Many people purchase a car specifically because of the gas mileage that they are going to get out of the vehicle. When a vehicle is well taken care of, it should get the gas mileage that was advertised when you purchased the vehicle. However, a wide range of small issues can cause your vehicle not to get the gas mileage that you expect it to get. Here are five things you can look into if your vehicle isn't getting the gas mileage that you expect it to get.
#1 Bad Spark Plugs
Spark plugs do not last forever. When just one spark plug is not working correctly and misfiring, it can have a negative impact on your gas mileage. If you have more than one spark plug that is not working correctly, that impact can be even greater.
Your mechanic can really quickly check your spark plugs and change out any ones that are not firing correctly. You can have this done at your regular auto mechanic shop and at some drive-through oil change locations.
#2 Incorrect Oil
As your vehicle ages, its oil needs can change. Conventional motor oil is just fine when your vehicle is young, but as the engine gets older, your vehicle's oil needs can change. Synthetic and high mileage oil are two ways that you can take better care of your engine as it gets older.
#3 Poorly Inflated Tires
Your tires factor into your gas mileage as well. If your tires are either over or under inflated, they will not perform as expected. You should check and adjust the pressure in your tires on a monthly basis. Your owner's manual will let you know the desired pressure rating for your tires. You can get a tire pressure gauge and check the tire pressure yourself, or your oil change place will happily check your tire pressure for you.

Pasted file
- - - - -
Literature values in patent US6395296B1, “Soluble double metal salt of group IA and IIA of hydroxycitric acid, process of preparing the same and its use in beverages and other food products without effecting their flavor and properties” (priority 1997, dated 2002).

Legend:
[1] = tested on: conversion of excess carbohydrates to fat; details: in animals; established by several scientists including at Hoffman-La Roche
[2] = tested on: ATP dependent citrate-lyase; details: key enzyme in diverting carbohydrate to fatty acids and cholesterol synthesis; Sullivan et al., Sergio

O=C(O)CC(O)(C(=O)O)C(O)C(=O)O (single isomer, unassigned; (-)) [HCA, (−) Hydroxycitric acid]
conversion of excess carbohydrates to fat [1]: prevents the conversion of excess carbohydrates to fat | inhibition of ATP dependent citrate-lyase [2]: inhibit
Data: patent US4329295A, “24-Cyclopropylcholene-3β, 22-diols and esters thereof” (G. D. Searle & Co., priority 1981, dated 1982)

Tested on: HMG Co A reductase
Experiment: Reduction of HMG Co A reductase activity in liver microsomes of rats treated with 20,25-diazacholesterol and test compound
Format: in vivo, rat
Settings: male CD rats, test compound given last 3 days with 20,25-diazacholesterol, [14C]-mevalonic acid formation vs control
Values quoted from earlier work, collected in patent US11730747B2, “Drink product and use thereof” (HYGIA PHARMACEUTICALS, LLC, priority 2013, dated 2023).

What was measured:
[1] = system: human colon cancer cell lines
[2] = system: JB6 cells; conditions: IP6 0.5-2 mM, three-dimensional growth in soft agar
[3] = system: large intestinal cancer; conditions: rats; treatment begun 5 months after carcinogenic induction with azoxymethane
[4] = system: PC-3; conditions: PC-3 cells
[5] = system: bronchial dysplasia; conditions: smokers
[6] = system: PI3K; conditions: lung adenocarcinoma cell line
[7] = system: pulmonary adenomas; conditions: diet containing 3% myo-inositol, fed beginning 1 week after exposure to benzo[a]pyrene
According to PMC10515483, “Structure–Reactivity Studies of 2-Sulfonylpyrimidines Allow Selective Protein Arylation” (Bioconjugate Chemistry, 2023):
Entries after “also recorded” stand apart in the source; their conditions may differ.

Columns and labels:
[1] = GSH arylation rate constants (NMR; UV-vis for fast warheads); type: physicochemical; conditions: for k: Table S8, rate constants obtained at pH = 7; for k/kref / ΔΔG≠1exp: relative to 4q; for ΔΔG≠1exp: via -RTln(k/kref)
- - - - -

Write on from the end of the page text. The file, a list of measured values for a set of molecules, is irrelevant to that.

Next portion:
#4 Old Fuel Injector
The primary job of your fuel injector is to pull the fuel from the fuel tank into your engine. The secondary job of your fuel filter is to remove impurities from your fuel so that they don't clog up your engine.
When the fuel filter gets really dirty, it isn't able to remove impurities from the fuel. When the fuel filter is dirty, it also isn't able to deliver the right amount of fuel to your vehicle's engine.
#5 Bad Oxygen Sensor
If your check engine light has been on and you have been ignoring it, one or more of your oxygen sensors may not be working right. When your oxygen sensors are not working right, your engine is not able to achieve the correct balance of air and fuel. Achieving the correct balance of air and fuel is a trick that is used to make engines more fuel efficient. When your oxygen sensors are not pulling in the right amount of air into your fuel, you can feel it directly through lower miles per gallon.
If your vehicle isn't getting the gas mileage that is used to you could have a bad spark plug, oxygen sensor, or oil fuel injector. You may also need to change up the oil that you put in your engine. Your mechanic can work through each of the above ideas and determine what needs to be done to get your gas mileage up to where it used to be. Schedule an oil change service for more help.